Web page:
Preventing Teen Suicide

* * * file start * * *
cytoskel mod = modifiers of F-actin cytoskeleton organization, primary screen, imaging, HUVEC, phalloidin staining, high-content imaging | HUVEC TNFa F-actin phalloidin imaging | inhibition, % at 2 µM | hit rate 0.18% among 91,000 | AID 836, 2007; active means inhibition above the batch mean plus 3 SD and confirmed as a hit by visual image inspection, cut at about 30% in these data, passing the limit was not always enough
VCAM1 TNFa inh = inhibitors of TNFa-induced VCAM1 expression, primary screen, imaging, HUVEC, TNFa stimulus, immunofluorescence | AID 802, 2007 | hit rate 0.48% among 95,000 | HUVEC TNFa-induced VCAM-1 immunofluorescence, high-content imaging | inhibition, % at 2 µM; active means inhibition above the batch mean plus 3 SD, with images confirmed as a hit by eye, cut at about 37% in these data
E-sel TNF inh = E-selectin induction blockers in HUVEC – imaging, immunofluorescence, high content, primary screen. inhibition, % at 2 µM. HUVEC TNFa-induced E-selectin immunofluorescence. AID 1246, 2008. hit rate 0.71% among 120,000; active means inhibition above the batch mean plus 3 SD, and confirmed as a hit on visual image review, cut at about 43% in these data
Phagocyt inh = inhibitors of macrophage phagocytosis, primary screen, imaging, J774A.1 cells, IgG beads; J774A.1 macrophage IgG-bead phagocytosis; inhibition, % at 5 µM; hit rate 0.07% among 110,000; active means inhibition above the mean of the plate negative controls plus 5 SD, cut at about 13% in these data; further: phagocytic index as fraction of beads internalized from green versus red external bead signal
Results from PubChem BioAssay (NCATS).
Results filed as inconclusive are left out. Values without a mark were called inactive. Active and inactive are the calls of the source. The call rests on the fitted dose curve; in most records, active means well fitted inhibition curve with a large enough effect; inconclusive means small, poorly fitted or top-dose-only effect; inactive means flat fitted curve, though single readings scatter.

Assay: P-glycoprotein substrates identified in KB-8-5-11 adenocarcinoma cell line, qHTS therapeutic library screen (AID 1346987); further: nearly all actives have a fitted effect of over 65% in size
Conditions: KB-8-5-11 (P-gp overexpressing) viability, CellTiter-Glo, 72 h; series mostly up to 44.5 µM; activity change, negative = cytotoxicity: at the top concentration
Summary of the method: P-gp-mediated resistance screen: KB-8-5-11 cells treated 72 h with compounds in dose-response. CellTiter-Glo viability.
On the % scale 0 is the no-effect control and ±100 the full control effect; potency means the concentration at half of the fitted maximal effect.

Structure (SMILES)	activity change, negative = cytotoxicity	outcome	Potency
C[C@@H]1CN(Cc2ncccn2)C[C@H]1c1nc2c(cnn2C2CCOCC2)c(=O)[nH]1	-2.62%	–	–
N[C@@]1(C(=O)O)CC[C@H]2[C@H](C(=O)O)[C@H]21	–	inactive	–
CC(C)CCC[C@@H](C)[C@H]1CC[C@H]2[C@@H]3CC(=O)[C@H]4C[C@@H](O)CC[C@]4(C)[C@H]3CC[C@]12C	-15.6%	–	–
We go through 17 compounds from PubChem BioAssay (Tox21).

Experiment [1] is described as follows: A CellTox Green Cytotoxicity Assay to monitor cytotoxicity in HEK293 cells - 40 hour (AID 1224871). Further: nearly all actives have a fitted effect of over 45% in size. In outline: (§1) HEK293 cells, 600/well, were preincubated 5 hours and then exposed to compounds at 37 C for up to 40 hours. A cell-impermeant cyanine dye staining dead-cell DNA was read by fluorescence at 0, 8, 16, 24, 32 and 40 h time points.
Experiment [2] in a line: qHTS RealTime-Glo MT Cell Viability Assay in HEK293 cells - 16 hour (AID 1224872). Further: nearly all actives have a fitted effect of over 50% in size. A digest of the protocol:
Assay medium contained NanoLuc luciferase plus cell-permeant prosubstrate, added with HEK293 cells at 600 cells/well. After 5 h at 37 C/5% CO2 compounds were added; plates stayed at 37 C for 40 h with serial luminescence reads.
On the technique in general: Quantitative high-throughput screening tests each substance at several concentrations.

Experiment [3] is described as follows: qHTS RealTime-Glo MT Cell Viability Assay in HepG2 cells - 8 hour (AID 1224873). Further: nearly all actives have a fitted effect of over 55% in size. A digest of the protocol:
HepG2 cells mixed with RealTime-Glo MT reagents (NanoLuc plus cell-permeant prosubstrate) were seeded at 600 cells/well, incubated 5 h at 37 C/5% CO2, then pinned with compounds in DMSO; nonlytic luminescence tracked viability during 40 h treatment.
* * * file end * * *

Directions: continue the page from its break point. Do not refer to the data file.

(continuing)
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Risk Factors and Preventing Teen Suicide Teen suicide is the third leading cause of deaths today. The attempts of teen suicide start at the age of 15 to the age of 24. Teen suicide is not a completely different thing than adult suicide. They both have the same symptoms and reasons for attempting and committing suicide. There a six major ways teens commit or attempt suicide. They are overdosing on drugs or alcohol, cutting or slitting body parts, using lethal weapons, hanging and jumping from heights. they all vary with age, gender, and sometimes even race. Teen suicide is committed by teen for many reasons. The risk factors are disorders, such as, psychological problems, depression, bipolar disorders, distress, irrabilty, agitation, hopelessness, worthlessness, previous attempts or a friend or family loss to suicide, suffered physical or sexual abuse, lack of support, poor relationships with parents or peers, being in social isolation, and also dealing with homosexuality in an unsupportive family or hostile environment. Today the teen suicide statistics are at a high level. Girls think about attempting suicide twice as much as boys. They also do this by mainly overdosing or cutting themselves. Boys die by suicide four times as much as girls. They also die by suicide mainly by using lethal weapons, hanging themselves or jumping from high places. Overall sixty percent of suicides in the U.S. are being committed with a gun. People, such as, parents, peers, teachers, administrators, and families, who have teens who are trying to attempt suicide might not know if that are trying to. They should look for signs like, teens talking about suicide, going away or dying, or feeling hopeless, teens who pull away from friends and family. Also signs, such as, changes in eating or sleeping habits or self-destructive behaviors. Many people need to prevent teens from

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